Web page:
Tantrums of a Pre-mature Political Baby

Tuesday, August 26, 2008

By Rejoice Ngwenya 

Rejoice NgwenyaIt is human tendency that when the enemy is untouchable, expend one’s anger on the nearest object, even if the object is one’s friend. Such is the dilemma in which Movement for Democratic Change [MDC] break-away formation leader Professor Arthur Mutambara is in.  For some reason or other, Zimbabwe’s opposition body politic is defined, or rather seen through a Morgan Tsvangirayi prism of excellence.

Political integrity, continuity, courage, consistence and persistence can only receive a popular vote of confidence if it confines itself within the Tsvangirayi school of thought.  There are several reasons for this paradox. One is that between 1998 and now, Tsvangirayi has been elevated to a symbol of resistance against Robert Mugabe’s tyrannical rule. Much like in Gene Healey’s "The Cult of the Presidency", once gullible society sets on a dangerous path of hero worshiping, the leader himself begins to feel and act infallible. This is the curse of mankind. It becomes more dangerous when, like with Woodrow Wilson and Robert Mugabe, such authority assumes uncontrolled military adventurism.

The other is Mutambara’s routine frolic into the murky waters of demagoguery.  Come to think of it, politics is really more words than action. As a signal tune of differentiating himself from Tsvangirayi’s puppet-of-the-west tag, Mutambara has bent over backwards to show that he is a Pan Africanist who can define his own space without Western leverage. This has been necessary. The African Unity [AU] and Southern African Development Community [SADC] have of late assumed a mettle of credibility when it comes to resolution of the Zimbabwe crisis. Since they have been, for want of a better term, contaminated with Mugabe’s anti-imperialism euphoria, African leaders, especially Thabo Mbeki, have developed a soft spot for Mutambara, much to the chagrin of pro-Tsvangirayi extremists.

Whether it is by coincidence or design, Mutambara’s anti-West demagoguery has now been interpreted as an extension of Mugabe’s symphony. And so, at a time when Zimbabwe is about to deliver a political baby, she has, according to anti-Mugabe critics, come too early for MDC. Electronic tongues are wagging in Zimbabwe’s vibrant global websites, mostly against Mutambara who is seen as a spoiler. The vitriol is directed at the professor’s alignment with the rest of Africa – and Mugabe – that Tsvangirayi is asking for too much power.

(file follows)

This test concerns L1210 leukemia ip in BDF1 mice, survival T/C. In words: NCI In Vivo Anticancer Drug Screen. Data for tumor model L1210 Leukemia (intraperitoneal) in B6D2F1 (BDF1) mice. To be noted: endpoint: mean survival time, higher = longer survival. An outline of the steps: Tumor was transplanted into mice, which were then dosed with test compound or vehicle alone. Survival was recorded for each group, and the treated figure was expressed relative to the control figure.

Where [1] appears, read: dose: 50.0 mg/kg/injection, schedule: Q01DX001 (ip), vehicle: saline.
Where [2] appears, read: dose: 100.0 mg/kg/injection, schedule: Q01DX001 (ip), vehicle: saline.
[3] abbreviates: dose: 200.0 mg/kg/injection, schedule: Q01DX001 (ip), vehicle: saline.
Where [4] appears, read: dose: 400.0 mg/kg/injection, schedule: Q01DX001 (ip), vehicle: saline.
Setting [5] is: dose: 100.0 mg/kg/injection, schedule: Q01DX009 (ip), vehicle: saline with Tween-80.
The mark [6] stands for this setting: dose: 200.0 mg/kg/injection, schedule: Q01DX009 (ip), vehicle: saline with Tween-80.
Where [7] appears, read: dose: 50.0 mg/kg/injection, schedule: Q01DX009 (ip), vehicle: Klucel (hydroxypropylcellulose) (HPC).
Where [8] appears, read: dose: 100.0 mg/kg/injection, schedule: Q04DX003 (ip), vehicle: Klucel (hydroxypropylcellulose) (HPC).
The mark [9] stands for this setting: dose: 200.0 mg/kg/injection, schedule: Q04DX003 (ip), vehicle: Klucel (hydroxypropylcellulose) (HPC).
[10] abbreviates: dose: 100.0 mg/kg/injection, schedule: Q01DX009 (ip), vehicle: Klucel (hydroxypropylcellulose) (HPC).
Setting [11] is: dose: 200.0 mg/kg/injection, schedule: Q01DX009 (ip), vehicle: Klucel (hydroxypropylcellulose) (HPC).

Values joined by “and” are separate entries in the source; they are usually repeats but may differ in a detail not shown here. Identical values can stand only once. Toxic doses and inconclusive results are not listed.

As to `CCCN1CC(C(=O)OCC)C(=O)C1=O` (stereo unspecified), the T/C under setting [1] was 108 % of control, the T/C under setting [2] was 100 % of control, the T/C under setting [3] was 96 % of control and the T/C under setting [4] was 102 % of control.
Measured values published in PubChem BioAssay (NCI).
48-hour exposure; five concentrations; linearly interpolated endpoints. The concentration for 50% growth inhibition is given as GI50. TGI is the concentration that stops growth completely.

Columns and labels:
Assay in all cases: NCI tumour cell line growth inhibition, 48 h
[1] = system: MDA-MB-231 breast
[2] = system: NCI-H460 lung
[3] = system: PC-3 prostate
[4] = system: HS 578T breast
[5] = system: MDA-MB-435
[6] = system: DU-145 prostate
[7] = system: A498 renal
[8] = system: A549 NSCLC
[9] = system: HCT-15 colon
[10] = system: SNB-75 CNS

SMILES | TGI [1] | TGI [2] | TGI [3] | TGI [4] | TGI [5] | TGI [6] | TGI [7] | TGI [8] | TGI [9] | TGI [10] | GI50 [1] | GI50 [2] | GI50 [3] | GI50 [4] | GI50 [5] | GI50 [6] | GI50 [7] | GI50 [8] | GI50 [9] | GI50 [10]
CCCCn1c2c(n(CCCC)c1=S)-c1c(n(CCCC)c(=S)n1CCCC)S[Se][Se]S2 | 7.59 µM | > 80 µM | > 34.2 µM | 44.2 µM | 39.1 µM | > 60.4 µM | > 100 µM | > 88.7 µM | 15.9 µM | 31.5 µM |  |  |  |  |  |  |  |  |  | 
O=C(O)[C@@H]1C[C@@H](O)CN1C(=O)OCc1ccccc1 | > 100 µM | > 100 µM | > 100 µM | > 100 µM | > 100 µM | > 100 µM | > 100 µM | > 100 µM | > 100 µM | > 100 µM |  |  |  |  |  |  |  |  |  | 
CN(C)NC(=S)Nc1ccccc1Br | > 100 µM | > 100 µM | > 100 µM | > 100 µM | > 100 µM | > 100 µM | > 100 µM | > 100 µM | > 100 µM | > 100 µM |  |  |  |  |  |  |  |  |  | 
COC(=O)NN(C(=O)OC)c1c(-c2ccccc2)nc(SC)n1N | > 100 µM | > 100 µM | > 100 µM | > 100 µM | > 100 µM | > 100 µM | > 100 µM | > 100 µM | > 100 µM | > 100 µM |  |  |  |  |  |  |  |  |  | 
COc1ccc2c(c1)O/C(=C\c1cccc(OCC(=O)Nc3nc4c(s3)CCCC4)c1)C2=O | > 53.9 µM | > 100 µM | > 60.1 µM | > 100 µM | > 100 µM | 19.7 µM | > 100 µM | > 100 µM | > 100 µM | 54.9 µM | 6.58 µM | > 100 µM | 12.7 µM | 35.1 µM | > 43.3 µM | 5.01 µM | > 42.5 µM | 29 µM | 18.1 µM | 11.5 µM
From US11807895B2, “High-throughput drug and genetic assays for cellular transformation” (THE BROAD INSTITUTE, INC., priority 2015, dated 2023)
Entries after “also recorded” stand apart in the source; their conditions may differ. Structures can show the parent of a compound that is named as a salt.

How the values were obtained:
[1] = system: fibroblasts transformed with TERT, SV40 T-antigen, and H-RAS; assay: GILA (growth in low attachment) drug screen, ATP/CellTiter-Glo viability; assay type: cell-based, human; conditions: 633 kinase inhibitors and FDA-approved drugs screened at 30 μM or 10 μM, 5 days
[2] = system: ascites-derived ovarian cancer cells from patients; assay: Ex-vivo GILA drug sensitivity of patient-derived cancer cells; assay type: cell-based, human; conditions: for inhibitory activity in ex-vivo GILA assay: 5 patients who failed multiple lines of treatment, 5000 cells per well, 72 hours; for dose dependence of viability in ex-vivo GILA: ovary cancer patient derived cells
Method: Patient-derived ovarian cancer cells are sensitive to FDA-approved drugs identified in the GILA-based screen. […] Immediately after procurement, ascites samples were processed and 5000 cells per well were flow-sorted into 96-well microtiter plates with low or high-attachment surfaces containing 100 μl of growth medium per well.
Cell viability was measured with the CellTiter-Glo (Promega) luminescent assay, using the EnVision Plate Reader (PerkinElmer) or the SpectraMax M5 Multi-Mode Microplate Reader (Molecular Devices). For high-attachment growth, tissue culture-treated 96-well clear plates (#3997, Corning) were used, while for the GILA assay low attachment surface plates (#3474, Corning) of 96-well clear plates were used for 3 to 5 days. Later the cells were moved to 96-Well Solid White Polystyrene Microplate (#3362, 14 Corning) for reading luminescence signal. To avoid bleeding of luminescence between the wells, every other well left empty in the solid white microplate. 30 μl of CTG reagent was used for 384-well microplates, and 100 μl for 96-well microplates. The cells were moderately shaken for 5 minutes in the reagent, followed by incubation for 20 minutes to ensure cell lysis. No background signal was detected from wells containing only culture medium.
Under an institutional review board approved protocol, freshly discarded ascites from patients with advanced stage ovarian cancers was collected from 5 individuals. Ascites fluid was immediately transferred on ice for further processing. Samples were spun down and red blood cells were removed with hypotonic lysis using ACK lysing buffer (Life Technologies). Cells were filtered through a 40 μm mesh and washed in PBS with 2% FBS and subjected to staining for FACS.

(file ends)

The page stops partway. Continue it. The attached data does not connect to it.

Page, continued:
Those in Mutambara’s camp are at pains to remind the world that left to his own devices, Tsvangirayi routinely lapses into Wilsonian autocracy, the main reason why MDC split in the first place. They argue that the cult of leadership reigns supreme at Harvest House [MDC headquarters] where Tsvangirayi can never be seen to err, and if this attitude is brought forward to State House, it will mature into fully fledged national dictatorship.

The last reason is based on pure market politics. Everyone wants to be powerful and for Mutambara, the transition from student activism to national leadership has been swift, though, as some internet sites would want to portray, a short circuit, benefiting from what they term ‘self-centered opportunism’. Yes, politics is about opportunism. Had Tsvangirayi not exploited an opportunity to be chairperson of the National Constitutional Assembly Task Force Committee, he would still be wallowing in monotonous trade union politics. Mugabe himself displaced Joshua Nkomo as the leader of preferred choice in Zimbabwe’s guerrilla war. The fact that Mutambara has not been part of the mainstream struggle against Mugabe is as insignificant as the demand by the Joint Operations Command [JOC] that they will not salute Tsvangirayi because he lacks liberation war credentials.

This world is cruel, you snooze, you loose. Tsvangirayi must accept that he is up against intelligent and skimming competition in Mutambara and Mugabe. May the best man, I mean, political baby survive!